turned to their ker nels. In a moment more the door tl
1 was opened, and Adam's good wife made her appear- 8
ance with h candle in her band. n
"It's me, Peggy,', said the woodman. f
She retreated as she heard her husband's voice, 0
and the three followed her into the cot. Peggy wss A
a stent, buxom woman, with flaxen hair and ruddy '
TH<c, and teemed a tit companion for her mate.
When Adam had explained to her the object of thorn *
mist ion, she entered into the spirit of the plan, and I'
seemed proud and bsppy to see ber husband thus tn- ri
gaged in so worthy an enterprise. Bhe thought not
of the danger where one of her own sex was to he r
rescued from villains, or if she did, she kept it to j
Adam Nolan armed himself with a brace of |>istoIs y
and a short axe, and having procured and lighted j
two lanterns, one of which he gave to M irk Witrrc 11ton,
keeping the other himself, the party set forth ^
again. 1
The hill upon which the ruin stood was close by
the sea, the eastern base being washed by rho wave-,
and its summit was about four miles distant from H
the woodman's lodge. The p.Vh to be followed
was not a very good one, having been used but
little in many years, but Adam knew it. well, uud H
bade his companions to follow him without fear J
Of being led astray The first t.ireo miles whs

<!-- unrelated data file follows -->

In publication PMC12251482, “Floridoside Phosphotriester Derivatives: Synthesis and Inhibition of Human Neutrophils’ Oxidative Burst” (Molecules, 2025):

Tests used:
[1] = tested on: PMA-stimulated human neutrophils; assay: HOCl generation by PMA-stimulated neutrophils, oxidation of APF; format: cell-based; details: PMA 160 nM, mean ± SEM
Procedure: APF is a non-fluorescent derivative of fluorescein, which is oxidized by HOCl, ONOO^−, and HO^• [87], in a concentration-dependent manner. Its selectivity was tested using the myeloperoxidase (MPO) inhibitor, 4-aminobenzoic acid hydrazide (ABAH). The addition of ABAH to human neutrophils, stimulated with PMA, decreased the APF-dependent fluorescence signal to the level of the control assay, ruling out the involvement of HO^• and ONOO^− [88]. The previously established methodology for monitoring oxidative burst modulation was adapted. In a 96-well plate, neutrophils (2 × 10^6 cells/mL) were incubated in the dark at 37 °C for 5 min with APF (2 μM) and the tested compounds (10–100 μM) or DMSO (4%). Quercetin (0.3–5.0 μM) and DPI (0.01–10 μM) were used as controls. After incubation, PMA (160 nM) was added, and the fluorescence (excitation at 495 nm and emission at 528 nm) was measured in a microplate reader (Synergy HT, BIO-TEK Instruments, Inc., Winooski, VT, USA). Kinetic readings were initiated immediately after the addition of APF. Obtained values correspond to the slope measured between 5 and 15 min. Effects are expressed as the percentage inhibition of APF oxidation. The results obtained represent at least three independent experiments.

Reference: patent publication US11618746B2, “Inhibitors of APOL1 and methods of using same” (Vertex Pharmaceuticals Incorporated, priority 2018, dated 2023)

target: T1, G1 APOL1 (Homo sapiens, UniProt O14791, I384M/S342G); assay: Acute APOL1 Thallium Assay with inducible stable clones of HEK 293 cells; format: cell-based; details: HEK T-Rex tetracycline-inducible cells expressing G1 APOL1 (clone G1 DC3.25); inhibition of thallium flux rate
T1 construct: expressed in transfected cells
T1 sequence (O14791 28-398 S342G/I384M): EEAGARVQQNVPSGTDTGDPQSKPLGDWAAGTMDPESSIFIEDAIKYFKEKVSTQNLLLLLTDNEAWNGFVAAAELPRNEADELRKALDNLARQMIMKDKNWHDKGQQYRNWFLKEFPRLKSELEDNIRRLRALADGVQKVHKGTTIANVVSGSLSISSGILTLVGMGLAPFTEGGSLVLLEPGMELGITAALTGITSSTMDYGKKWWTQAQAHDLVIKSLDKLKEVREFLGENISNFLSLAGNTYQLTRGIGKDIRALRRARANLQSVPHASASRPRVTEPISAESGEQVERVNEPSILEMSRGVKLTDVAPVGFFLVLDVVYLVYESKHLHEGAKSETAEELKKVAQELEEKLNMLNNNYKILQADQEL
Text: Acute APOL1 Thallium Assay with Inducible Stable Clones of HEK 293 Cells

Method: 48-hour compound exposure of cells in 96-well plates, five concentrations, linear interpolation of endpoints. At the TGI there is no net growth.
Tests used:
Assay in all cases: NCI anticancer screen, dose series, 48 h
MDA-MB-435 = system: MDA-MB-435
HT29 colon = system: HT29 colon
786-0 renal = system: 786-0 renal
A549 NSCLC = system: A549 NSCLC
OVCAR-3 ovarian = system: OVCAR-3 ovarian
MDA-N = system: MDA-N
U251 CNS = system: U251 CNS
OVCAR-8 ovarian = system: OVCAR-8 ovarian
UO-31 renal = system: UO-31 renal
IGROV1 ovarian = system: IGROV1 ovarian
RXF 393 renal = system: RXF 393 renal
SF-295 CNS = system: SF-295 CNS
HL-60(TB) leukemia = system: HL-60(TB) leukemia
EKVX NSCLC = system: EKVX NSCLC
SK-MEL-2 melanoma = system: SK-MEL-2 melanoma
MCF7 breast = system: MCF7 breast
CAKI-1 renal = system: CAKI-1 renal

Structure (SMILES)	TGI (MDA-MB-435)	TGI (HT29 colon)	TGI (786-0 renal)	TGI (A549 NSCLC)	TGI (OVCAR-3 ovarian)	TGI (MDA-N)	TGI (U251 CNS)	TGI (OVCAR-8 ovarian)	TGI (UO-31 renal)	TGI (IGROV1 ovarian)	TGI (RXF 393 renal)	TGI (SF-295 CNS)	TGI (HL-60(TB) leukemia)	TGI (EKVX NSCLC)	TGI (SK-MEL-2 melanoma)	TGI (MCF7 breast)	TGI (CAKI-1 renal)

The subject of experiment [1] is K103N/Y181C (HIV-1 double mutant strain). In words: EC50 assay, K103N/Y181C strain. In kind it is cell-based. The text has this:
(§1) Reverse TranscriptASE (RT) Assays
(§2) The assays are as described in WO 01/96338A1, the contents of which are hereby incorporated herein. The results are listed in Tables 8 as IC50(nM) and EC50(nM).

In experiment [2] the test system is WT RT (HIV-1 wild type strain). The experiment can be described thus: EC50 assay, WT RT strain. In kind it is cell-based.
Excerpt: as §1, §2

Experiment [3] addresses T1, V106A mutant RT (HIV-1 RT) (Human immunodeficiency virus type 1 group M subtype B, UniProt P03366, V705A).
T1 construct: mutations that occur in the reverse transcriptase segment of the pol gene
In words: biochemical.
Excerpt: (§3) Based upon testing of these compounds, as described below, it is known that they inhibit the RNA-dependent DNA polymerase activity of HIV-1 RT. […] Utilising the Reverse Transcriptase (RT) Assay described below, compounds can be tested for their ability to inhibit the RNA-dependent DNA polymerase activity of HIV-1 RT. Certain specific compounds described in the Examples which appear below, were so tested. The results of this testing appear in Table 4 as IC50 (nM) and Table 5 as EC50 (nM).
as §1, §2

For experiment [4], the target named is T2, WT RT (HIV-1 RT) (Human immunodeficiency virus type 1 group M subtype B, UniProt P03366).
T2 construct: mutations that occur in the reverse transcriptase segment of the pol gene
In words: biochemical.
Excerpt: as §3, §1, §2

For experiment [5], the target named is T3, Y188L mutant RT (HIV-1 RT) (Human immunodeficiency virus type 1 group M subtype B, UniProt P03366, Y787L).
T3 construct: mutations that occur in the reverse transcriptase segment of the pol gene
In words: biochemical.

through a deep, heavy wood, where it would H
have been pitchy dark without the lanterns: and
even as it was they were obliged to tr 1' carefully. ~
Adam Nolan might have sped on at a ,-ar swifter ' I
pace, for lie was at home in the tangled forest; but -1
Lis companions found it more difficult, and lie only n
moved oh fast MghtolNNnNdllltlMi At I
the end of an honr the way became more difficult
still, the oath lieing in ma iy places overgrown with n
briars and vines; but they pushed on, and iinully be J
gaL to ascend the hill.
"From the looks of this way T should not sunpose n
that any one had been up here before us," said Ja J
li in; as Adam stopped to pull a tangled vine from
the out'I. n
"I guess we're the first that h.V travelled it for a J
year," retnrncd the woodman.
Then the pirates must have foaad their way uji n
I y another mute." J
"Yea; they've a way direct from the bay, which
!? only on tfie other ride o' the hill. It's p. hi rd wj;,, n
aud one difficult to find, though there be little w, .ds J
like npon this side; but it's mostly rocks and devious
twistm's, and no mortal unacquainted would fliul it H
hi a month. My father showed it to me uiany years J
agr, but I've not used it much.''
"Hut which d'ye s'poee used to be the regTur road H
to the old castle'." asked M irk. J
" Oh?this was it," retimed Adam. " Miny a ~
year ago, when brave Suxou lords und Norman "1
kuigbth used to hold wassail, and knock e.uthother's -
brains out f< . sp >rt, yonder ruin was a stout place, ~
ami ilns roa i-..as wide, and h.n-s 'Ill p nice ti|i rl
and down. The other way, among tie: ris ks, w?s -1
only a secret passage for escapln' to the sea in case n
of need. Them we* strange times." J
Mark aonntted that they must have been, and _
also suggested that thcie were some strango tbingn r,
n the present Adam assented t tin , ami ti. ri I
the party moved on up the steep hill in silence. _
After n tedious climbing of an boor longer, the ?
tliwAM uiKuninrprk hIimmI hv nr?n of th#? Mttffl?K I
of tli* remain* of the old wall. It *a* a wild, dark
looking mn*? of ruin*. The trail* were crumbled, n
but parts of the ba-tions were stuojing, a id mom J
than half of the main tower was in it* place. He
yond thi* tower stood portions of the wall.* of what | n